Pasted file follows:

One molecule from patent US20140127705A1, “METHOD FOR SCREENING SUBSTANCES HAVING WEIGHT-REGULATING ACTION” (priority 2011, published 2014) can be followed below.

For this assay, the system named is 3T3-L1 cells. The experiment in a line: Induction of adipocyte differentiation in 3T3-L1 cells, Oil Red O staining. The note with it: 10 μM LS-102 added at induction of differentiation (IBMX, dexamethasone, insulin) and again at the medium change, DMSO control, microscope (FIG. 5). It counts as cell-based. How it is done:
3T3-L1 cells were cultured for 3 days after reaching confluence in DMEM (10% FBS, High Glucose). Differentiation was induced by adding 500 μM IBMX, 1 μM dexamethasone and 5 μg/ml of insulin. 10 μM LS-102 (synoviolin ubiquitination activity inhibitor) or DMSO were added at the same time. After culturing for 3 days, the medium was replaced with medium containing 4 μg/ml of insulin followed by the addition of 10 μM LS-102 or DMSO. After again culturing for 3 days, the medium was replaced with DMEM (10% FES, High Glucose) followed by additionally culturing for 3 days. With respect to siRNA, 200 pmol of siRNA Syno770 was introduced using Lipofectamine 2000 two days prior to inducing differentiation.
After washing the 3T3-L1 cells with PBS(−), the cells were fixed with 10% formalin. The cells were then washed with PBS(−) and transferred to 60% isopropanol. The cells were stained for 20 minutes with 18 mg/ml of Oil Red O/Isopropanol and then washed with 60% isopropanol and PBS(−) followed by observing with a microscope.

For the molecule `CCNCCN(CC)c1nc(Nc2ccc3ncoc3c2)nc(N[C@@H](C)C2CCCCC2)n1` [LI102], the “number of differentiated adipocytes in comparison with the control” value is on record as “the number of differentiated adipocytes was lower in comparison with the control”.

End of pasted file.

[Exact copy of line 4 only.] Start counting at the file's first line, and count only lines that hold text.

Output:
After washing the 3T3-L1 cells with PBS(−), the cells were fixed with 10% formalin. The cells were then washed with PBS(−) and transferred to 60% isopropanol. The cells were stained for 20 minutes with 18 mg/ml of Oil Red O/Isopropanol and then washed with 60% isopropanol and PBS(−) followed by observing with a microscope.